It was explained earlier that vindicatory damages were not available for Lloyd’s claim against Google. Falling in front of a treacherous hill, Tomlinson shifted a gear, looking less confident that he has any point in this case since 2018.

“I am certain, as your lord knows of the factors that concern the constitution of an action representative – I cannot focus on the individual circumstances of the claimants because it is impossible to have a collective action. So I am focused on the nature that’s the violation, ”the QC said.

And we will go back to the money

As for funding Lloyd’s case, Tomlinson was absurd: without it being supported by Therium Capital Partners LLC and paying Lloyd his 50,000 salary, Google accused it of “not being practical in this case.” He also revealed that Lloyd’s lawyers are “seeking an injunction already [if it lost the main case] Google paid damages to the representative on behalf of class members. “

This means that Lloyd and his supporters will have control of any compensation that Google is ordered to pay.

Lord Leggatt, another judge, inquired about it. “Suppose damages are awarded on the basis of the claimants being entitled to £ 500 or whatever it is. What is the legal basis for the first part of that amount to be paid to the funders of the proceedings without their consent? [The members of the class] never signed up to funding litigation? “

“Because,” Tomlinson replied, “that’s the cost of getting the damages. The cost of getting the funds.”

Lord Leggatt replied: “They did not choose that the funders should get the first 40 per cent or whatever it was.” Google had previously pointed out in court that the Therium Litigation Funding IC in fact is entitled to 50 percent of the winnings.

Tomlinson dismissed this by saying that members of the class representative could take any profanity offered by Lloyd or leave and start their own lawsuit, saying: “Your lord is right, of course, they did not allow it but the position is, without the funders, there won’t really be funding, and as I say [members of the class] have the option to go to court and say ‘we don’t want to be involved in this action.’ Or ‘we want to continue on our own.’ Or ‘we’re not interested in it in any way.’ “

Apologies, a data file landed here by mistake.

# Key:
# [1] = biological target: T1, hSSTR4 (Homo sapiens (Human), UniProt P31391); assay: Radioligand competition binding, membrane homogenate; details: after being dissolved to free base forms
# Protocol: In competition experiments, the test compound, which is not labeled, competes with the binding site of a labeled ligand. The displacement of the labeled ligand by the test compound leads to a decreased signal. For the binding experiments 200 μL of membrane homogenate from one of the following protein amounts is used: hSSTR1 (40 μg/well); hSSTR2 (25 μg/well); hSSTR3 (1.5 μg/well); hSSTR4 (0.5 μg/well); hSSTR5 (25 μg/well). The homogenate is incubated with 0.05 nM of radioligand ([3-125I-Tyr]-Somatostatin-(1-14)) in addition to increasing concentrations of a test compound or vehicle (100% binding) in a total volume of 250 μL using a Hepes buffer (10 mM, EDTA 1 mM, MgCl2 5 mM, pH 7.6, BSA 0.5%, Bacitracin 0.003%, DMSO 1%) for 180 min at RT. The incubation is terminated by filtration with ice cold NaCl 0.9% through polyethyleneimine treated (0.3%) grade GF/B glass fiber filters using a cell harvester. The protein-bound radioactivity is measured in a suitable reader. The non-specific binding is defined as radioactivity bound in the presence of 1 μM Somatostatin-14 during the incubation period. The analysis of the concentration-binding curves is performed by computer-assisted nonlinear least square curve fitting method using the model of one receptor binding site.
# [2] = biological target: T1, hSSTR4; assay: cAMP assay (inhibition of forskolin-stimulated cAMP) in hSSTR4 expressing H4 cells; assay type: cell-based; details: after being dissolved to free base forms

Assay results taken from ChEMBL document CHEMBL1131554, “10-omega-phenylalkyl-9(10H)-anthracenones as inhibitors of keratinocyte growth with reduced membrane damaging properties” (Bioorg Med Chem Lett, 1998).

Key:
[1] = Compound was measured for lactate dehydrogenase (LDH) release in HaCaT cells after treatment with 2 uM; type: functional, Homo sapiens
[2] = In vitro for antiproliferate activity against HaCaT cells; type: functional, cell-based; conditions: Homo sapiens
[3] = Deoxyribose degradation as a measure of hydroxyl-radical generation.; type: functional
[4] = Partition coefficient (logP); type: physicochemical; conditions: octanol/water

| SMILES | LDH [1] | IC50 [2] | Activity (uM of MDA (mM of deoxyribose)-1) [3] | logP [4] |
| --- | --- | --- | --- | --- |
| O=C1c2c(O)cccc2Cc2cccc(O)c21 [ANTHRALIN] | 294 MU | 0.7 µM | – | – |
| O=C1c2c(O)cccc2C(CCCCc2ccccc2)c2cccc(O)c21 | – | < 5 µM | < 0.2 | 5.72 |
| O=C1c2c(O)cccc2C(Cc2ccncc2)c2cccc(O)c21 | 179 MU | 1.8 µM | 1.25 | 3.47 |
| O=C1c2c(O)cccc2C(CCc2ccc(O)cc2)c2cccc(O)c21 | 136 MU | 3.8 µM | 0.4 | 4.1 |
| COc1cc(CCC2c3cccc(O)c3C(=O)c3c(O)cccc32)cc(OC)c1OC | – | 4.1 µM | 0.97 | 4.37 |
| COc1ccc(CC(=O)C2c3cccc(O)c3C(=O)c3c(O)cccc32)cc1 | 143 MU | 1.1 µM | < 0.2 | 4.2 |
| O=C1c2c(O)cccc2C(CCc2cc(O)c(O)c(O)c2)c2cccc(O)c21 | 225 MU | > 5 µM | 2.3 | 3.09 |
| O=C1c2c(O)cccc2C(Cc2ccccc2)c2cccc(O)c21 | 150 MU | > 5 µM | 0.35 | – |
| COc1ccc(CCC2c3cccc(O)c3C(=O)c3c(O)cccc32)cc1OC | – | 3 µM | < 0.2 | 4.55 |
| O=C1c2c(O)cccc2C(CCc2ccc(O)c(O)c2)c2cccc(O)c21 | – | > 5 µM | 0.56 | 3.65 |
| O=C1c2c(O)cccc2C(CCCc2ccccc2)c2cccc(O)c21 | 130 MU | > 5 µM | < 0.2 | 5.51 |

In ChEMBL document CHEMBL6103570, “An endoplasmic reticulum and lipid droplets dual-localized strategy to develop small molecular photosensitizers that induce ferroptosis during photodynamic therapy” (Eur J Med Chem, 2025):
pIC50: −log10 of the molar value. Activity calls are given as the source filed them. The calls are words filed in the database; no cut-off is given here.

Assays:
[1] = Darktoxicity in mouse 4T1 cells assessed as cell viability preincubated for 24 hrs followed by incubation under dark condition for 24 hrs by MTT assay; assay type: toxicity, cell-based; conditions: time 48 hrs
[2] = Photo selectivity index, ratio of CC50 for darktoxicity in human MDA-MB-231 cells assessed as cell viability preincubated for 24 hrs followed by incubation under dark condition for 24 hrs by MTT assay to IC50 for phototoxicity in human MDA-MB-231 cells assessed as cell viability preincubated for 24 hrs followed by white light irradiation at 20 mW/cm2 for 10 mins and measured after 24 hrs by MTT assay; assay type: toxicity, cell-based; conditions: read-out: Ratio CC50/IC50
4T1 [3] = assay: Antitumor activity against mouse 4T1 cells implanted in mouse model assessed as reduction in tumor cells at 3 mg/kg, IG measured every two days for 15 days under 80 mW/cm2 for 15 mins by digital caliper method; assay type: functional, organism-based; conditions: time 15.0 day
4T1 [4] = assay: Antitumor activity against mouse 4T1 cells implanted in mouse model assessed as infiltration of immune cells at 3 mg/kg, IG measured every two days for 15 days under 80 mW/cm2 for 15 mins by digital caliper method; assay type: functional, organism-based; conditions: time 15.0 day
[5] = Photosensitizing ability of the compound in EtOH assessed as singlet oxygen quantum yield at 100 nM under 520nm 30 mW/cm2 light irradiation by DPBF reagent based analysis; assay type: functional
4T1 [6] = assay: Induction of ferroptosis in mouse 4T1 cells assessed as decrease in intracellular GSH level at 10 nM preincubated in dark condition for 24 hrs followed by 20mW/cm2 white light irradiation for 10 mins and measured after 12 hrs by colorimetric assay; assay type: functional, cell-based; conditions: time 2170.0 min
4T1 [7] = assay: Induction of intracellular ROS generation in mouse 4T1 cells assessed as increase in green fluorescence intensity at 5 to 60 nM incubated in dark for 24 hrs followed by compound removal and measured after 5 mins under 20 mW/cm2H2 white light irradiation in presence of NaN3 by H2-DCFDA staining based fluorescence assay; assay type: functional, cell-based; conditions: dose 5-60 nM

Realizing this method meant the damages awarded to millions of people would end up in the pocket of a tiny little one, Lord Leggatt insisted: “I am not sure how you can say the damages awarded to them can be allotted. without the consent of the litigation funders… What is the legal principle there, more precisely? Good jurisdiction, restitusary principle? What is it? “

“Mr. Lloyd is the treasurer of the funds,” Tomlinson explained. “He will hold it in trust for a member of the class. The trustee has the right to pay for taking possession of the trust. It is in that analogy, we said, one of the costs of taking possession of the trust. of the trust is the cost of funding the proceedings. “

The case is over and judgment will be handed down in the not -too -near future. This will set an existing paradigm on how class action lawsuits will continue in the future, so the principles here will set the tone of mass data protection lawsuits for the 2020s.

Once the Supreme Court decides on the legal question decided here (whether Lloyd should be denied permission to serve his not-so-one-class-action case to Google), a full court will have a full hearing on the Act on Data Protection rights and inaccuracies – and, in turn, future court decisions are likely to fall on appeal in every way. The chances of any ordinary person receiving a payment from Google are far from temporary, but El Reg will be aware of it all however. ®